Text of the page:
Turns out that the NFL coin toss has a bit of a twist. Many fans think that, if you win the toss, it means you decide whether to kick or receive in the first half, and then the other team gets to do the same in the second half, but it doesn't.
Instead, winning the coin toss means that you get to decide whether you'll make the decision in the first half or the second, and the other team gets to decide in the other half.
There's a subtle, but important difference.
A good way to illustrate it is with the fact that a player recently got benched by the coach because he made a mistaken call after his team won the toss. His team wanted to kick off to start the game, and get the ball to start the second half. So, he said, "We want to be on defense", which is another way of saying "we want to kick off."
But, because of the way the rule works, you should NEVER say you want to kick off. You can say that you want to receive but, if you want it in the second half, you should say "defer".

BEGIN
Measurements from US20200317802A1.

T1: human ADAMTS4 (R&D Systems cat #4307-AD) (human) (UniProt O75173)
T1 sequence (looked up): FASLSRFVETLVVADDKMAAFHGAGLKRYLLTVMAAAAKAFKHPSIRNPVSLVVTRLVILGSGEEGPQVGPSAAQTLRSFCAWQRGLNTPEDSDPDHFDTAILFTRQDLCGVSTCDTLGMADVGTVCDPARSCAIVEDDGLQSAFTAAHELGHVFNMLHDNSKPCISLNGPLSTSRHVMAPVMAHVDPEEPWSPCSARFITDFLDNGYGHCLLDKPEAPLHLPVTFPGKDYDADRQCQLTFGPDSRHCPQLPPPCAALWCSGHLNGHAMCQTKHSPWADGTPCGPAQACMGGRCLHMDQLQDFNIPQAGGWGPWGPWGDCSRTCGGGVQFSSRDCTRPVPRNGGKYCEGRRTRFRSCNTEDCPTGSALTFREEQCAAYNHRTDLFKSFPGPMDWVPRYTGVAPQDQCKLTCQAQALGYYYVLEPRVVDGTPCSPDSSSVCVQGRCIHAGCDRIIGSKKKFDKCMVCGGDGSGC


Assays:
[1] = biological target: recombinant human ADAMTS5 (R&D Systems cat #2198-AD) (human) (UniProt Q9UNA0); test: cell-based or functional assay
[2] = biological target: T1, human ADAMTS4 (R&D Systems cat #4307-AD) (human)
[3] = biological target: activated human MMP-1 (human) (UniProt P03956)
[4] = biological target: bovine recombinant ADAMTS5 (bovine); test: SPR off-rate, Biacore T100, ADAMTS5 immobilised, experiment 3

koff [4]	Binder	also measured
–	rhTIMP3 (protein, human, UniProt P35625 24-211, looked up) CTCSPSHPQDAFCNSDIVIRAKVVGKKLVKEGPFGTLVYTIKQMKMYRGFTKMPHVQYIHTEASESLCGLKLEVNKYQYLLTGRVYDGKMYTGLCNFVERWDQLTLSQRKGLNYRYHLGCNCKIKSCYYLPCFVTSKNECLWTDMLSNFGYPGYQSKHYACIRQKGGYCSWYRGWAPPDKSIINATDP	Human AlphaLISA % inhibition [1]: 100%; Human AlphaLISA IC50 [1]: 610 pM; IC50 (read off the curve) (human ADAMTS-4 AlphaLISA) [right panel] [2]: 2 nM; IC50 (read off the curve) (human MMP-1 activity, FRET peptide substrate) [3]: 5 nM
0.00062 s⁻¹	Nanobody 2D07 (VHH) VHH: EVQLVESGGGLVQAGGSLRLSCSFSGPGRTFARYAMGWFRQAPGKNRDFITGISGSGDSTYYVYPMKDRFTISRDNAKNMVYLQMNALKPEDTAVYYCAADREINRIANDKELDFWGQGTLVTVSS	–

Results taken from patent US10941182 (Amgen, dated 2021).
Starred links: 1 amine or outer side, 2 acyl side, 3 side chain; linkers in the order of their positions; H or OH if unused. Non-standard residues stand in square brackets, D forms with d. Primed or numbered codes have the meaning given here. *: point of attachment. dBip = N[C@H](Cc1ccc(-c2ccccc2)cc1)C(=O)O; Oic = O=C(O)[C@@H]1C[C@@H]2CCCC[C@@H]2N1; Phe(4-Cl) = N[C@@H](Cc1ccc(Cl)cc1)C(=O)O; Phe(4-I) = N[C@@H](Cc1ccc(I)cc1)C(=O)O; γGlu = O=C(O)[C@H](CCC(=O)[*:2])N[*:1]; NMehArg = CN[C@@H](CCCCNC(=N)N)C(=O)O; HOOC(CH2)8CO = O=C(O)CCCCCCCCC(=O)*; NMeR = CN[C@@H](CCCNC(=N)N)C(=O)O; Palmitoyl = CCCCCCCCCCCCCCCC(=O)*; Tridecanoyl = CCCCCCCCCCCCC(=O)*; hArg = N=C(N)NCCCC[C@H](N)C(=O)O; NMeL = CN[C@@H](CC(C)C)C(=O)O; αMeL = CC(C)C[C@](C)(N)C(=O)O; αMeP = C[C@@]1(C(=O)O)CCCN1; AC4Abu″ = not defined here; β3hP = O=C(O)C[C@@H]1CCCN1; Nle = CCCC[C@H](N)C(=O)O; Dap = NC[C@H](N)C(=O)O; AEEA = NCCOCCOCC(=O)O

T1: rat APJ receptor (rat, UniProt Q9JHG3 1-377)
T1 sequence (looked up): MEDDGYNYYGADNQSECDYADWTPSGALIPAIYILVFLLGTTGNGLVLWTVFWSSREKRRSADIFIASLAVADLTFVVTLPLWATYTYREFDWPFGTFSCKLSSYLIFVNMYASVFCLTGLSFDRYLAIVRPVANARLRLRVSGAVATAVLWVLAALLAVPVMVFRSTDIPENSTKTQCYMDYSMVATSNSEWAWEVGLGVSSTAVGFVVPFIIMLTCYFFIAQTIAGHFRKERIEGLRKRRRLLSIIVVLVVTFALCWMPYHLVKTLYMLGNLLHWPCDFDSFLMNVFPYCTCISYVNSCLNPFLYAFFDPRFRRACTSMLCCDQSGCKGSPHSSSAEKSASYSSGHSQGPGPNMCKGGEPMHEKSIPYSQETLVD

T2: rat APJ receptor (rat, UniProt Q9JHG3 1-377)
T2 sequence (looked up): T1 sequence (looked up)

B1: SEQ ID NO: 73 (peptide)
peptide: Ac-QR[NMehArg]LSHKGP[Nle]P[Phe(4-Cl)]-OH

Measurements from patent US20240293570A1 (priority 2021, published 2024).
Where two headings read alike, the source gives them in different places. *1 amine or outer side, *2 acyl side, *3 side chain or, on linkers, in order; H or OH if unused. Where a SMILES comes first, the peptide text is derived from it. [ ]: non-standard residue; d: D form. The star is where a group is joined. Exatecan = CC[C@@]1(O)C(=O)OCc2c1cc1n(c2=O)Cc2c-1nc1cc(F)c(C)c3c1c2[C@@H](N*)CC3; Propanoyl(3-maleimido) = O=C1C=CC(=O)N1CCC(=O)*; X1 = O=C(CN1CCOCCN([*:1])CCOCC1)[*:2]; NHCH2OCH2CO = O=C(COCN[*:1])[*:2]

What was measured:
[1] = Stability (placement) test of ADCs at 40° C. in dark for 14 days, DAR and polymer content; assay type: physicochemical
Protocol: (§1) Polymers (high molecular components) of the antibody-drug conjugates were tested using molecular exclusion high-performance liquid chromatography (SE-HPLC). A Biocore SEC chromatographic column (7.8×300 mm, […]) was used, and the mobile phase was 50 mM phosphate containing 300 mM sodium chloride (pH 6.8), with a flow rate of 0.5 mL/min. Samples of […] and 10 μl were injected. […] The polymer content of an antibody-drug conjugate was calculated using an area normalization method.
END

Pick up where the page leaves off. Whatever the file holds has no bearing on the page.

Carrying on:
"Defer" means that you will choose whether to kick or receive in the second half, and you'll let the other team decide now. In other words, no team ever chooses to kick off.
1. If they want the ball now, they say "receive." Then, the other team will call receive in the second half.
2. If they want the ball in the second half, they say "defer." Then, the other team will choose to receive, and they will choose to receive in the second half.
If, instead, you win the coin toss and say you will kick off, then the other team will choose to receive in the second half, and they will get the ball first in both halves.
In short, the NFL coin toss rule is not an example of Strategic Simplicity®.
© 2024 Praveen Puri